Locals: Ever-changing The Glance offer musical proof of evolution

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From the November 28, 2013 edition

While the name The Glance suggests some element of speed, songs actually tend to come together painfully slow for the local folk-rock quintet.

“I started writing ‘Keep Your Mood from Changing’ [the first song on the band’s recently released debut full-length, Virtue, Vice, Grace & Sin] in 2009, and we didn’t finish it until late in 2011,” said singer/guitarist Travis Bunner, 28, who brings the band to Brother’s Drake for a concert on Thursday, Dec. 5.

Even after songs are recorded they’re not necessarily finished, and it’s not unusual for a tune to go through three or four different geneses. One track, “Imperial Rescue,” started as a howling, prog-rock monster, was recorded as a pretty acoustic ballad and is now performed as a strutting reggae tune — the sonic equivalent of a college student tearing down a Rush 2112 dorm room poster and eventually replacing it with that one of Bob Marley smoking a monster joint.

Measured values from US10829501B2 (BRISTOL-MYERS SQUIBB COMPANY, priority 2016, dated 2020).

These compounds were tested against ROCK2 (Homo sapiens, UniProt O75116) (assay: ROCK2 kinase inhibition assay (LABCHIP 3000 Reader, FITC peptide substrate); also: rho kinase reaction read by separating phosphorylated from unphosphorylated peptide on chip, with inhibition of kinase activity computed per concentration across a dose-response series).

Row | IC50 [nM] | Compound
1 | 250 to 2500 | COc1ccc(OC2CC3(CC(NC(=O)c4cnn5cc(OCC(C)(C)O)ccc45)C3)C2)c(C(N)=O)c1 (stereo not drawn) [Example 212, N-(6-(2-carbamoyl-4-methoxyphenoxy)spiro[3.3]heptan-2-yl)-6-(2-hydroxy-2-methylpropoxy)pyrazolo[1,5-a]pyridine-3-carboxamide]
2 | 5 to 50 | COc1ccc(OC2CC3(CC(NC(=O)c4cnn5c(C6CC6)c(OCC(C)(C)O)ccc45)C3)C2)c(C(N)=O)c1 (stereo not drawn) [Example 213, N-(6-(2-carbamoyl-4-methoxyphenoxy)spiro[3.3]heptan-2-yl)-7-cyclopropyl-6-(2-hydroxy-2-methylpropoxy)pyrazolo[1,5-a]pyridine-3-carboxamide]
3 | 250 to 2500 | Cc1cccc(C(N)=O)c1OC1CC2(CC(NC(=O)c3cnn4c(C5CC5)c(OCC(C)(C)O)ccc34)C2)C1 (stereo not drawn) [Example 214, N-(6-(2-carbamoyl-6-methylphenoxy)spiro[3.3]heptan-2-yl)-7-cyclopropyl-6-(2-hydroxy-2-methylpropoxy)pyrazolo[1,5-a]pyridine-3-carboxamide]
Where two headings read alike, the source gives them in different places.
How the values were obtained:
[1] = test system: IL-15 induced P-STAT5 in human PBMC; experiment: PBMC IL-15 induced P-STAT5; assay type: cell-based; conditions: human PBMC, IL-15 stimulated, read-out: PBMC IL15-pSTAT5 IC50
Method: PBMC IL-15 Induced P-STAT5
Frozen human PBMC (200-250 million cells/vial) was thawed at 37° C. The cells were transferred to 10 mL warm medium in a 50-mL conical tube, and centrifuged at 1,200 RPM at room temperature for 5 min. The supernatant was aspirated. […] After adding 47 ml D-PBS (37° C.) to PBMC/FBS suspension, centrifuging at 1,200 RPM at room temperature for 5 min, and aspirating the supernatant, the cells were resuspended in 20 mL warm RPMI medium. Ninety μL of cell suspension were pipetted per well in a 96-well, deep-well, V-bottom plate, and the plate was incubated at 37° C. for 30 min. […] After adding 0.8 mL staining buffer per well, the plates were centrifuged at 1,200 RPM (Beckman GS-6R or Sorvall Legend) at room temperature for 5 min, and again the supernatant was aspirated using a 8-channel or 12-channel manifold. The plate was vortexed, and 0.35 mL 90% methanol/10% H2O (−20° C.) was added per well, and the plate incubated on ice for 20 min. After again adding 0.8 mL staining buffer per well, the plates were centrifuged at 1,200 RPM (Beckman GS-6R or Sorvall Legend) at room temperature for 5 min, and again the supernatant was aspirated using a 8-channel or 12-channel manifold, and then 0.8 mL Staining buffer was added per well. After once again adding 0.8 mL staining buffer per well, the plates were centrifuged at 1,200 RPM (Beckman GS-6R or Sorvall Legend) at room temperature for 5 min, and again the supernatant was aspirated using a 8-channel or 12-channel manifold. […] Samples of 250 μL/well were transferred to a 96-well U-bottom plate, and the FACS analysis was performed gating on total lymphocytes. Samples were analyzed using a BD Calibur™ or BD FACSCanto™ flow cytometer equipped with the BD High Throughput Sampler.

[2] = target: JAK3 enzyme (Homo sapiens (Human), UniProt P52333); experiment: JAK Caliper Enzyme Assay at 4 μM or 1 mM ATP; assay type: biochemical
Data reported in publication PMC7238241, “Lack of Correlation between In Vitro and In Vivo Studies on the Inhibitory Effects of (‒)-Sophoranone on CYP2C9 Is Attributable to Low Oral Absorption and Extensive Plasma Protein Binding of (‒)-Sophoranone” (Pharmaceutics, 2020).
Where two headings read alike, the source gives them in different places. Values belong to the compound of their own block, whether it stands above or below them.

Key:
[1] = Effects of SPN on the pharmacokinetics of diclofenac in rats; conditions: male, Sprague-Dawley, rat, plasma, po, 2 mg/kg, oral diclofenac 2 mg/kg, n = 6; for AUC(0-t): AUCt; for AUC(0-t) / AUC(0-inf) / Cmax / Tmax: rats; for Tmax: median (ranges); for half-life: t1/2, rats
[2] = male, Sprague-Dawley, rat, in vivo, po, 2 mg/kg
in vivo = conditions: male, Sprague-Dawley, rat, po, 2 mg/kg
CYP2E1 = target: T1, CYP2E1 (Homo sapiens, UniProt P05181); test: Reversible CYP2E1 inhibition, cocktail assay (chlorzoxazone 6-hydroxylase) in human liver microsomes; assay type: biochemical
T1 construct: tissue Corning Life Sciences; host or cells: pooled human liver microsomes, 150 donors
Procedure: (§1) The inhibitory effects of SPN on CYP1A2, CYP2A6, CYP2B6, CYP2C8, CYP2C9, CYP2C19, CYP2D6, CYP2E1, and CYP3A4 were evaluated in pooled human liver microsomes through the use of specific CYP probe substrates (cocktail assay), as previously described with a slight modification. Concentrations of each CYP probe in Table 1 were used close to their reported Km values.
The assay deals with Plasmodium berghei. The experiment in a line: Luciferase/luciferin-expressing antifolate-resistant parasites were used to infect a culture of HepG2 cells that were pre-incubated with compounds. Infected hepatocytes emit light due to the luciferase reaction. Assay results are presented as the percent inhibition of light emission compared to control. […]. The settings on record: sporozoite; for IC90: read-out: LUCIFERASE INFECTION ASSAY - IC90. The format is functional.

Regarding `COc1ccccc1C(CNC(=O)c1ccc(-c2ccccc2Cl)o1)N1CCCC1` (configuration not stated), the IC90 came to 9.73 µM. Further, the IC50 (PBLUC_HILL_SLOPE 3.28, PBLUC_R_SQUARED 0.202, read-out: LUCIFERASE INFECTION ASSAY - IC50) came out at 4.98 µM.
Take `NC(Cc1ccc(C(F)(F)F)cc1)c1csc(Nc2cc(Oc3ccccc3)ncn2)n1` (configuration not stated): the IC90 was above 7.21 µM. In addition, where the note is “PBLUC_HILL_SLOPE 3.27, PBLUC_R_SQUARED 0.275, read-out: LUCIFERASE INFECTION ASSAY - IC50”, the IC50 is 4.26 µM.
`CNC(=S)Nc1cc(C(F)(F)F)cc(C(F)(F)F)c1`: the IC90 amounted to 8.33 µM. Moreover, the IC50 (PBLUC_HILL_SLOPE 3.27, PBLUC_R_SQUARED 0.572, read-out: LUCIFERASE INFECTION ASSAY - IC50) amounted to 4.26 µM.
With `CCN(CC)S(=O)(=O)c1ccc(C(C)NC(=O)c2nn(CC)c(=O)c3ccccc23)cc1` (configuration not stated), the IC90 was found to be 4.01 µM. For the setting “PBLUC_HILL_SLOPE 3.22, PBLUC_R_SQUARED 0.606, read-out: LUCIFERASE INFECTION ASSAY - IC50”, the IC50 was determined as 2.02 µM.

It makes sense then that Bunner cites a diverse array of musical influences for the band, including Alison Kraus, Radiohead, Nine Inch Nails, John Prine, Porcupine Tree, The Beatles and Cake, among others.

“The first few years I was in bands I think I tried to emulate a whole lot of different people,” said the frontman, who was born to a librarian mother and a pastor father. “With this band the whole idea was, ‘Eh, forget it, let’s do what we do and see how it sounds.’ We just play and try not to worry about sounding like anyone.”

Lyrically, the songs have similarly diverse roots. Roughly half the tunes are personal, born of Bunner’s 2009 relocation from Indianapolis to Columbus (“There were all these changes, like having this new place and new environment and new friends; it was difficult in the beginning,” he said). The other half are more politically charged, inspired by the 1960s anti-establishment folk movement and the frontman’s time in graduate school, where he studied political science. As such, songs swing between introspective laments like “Empty Town” (about feeling out-of-place in a new city) and political thrillers like “Spies!,” a frenetic cut that plays like a commentary on the ongoing NSA wiretapping scandal.

“I’d always been interested in revolution and leftist politics in general, and so a lot of the songs are written with that revolutionary spirit,” Bunner said. “I try to use songwriting as a catharsis for myself. It’s getting out the things I wouldn’t say in everyday life.”

Photo by Meghan Ralston